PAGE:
Weekend Herb Blogging #219: the roundup
For every contribution, I will offer a small bite, a sample of the delicacy to be fully savored by reading the relevant post.
The couscous she uses is Israeli couscous, which, as she explains, "is a wheat-based pasta (with wholewheat/wholemeal varieties too), similar to orzo, and reminds me of tapioca pearls. They grow into large plump balls of pasta-goodness."
From Canada we go to India where Sra of When My Soup Came Alive has prepared Bok Choy Mallum (mallum, or mallung, is a Sri Lankan dish). Her first experience preparing bok choy inspired Sra to write her recipe in verse. Here's the beginning:
There was Baby Bok Choy,
There was Big Bok Choy,
Then there were incessant
Cups of chopped choy.
From India we go to Italy, where Graziana from Erbe in Cucina (Cooking with herbs) thus describes her Thai Chicken Soup (Tom Ka Gai): "It's special like this double rainbow, warm like a tender hug. The spiciness of ginger and chili will makes you breathe well and the soft taste of coconut can't be forgot soon."
When you visit her post, you can see the photo of the beautiful double rainbow she mentions.
Her Chayote with King Trumpet Mushrooms "albeit simple, can be made into such an auspicious dish for vegetarians out there." She calls it "万寿包余 - Longevity in Sure Abundance" a very nice good wish.
Soma of eCurry used Turkish dried apricots in her Apricot, Ginger, & Pistachio Scones and played with their thickness, making "few of the scones thick, regular scone size (where they are supposed to be sliced and served with cream); the rest of them were rolled down thinner than scones & a bit thicker than a cookie to cut down on the serving size."
I have a weakness for scones: they bring me back to my days in London, studying English, when I tasted one for the first time.
"It was sweet, spicy, and perfect." It was a also a success: "Everyone seemed to enjoy it, and overwhelmingly declared it their favorite."
Winnie is a fan of kale and she includes it in her recipes "from soups to smoothies." This is "a kale recipe for those of you who might still be on the fence about eating kale. And it’s for kids, too" (based on her experience with her 10 year old).
In the Big Apple, Joanne of Eats Well With Others offers us her Cheesy Zucchini, Red Pepper and Barley Bake "chock full of all sorts of good-for-you ingredients. Like bell peppers. Zucchini. And barley."
The list of ingredients includes also ricotta and the result is "creamy and delicious."
We go to the West of Scotland, where Mangocheeks of Allotment 2 Kitchen has prepared Garlicky Chipotle Beans served with polenta chips. To make the beans, she has used the last of her home-grown garlic. She has already made plans to plant garlic again this year.
"Who says vegetarian food is bland?! This was very, very tasty."
A long journey brings us to Melbourne, where Haalo of Cook (Almost) Anything at Least Once (organizer of this event) introduces us to pandan leaf, "used as a flavouring where it imparts a fairly ethereal aroma to dishes. It's the type of flavour that is hard to describe but you know when it has been used."
Our next stop is Singapore, where Yeoh Cheng Huann of Eat.Read.Live is getting ready to celebrate Chinese New Year (February 14) with Pineapple Roll Cookies, "where the pineapple is enclosed by a buttery roll."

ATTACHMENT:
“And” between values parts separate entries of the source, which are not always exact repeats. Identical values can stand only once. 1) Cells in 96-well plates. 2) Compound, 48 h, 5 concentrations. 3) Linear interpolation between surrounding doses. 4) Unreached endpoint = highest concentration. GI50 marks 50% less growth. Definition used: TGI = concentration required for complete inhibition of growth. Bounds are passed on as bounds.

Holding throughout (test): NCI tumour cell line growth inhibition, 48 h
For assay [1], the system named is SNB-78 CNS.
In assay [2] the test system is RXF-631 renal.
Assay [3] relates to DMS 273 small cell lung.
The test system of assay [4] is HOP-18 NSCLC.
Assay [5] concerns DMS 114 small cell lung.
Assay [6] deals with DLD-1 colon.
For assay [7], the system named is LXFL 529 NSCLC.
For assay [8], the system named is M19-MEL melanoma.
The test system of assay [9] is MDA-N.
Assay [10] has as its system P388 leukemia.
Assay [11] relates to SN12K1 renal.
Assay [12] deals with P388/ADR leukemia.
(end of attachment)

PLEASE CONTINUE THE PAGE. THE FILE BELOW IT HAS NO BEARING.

The pineapple is in the form of jam. However, "the pineapple jam used here is dry, instead of jello like." He gives us the recipe for the jam as well.
A giant step bring us to Vancouver, Canada, where I can imagine that everything is ready to host the Olympic games. In the meantime, Christine of Kits Chow has prepared Vietnamese Chicken Salad with Mint, Ga Xe Phay.
"This Vietnamese chicken salad is like chicken coleslaw with a big mint flavour. It is absolutely delicious." She served the salad on a Vietnamese lacquer plate.
"The secret lies in flinging open the doors of your cupboards and fridge, and pulling out what happens to be on hand." The result is an "elegantly minimalist recipe."
Brii also gives us her recipe for making lavender bath salts and advices us to "cut lavender flowers in bloom (noon is best, so they are at their maximum of perfume)."
"The original recipe called for just peaches for fruit, I add an extra layer of cranberries to intensity the yum factor of the dessert."
We end our whirlwind tour in my kitchen, where these days you can easily get a cup of infuso di tè e zenzero (infusion of tea and ginger).
Besides providing its characteristic flavor to so many dishes, ginger "has been used as a medicine in Asian, Indian, and Arabic herbal traditions since ancient times."
Many thanks to all who contributed to make this edition of Weekend Herb Blogging an interesting trip around the world. Starting today, Chris of Mele Cotte is accepting submissions for this week's edition. You can always look ahead to who's hosting on this page. And if you are new to the event or need a reminder, the rules for participating are detailed on this page.
I do hope I have not left anybody out of the roundup. If you find that, notwithstanding my best intentions, I actually have omitted a post, please send me a note.
A final thank you to Kalyn of Kalyn's Kitchen who started this long-running event and to Haalo of Cook (almost) Anything at Least Once, who has been organizing it for over a year. It gives me special pleasure to be part of an established tradition that links so many food bloggers around the world.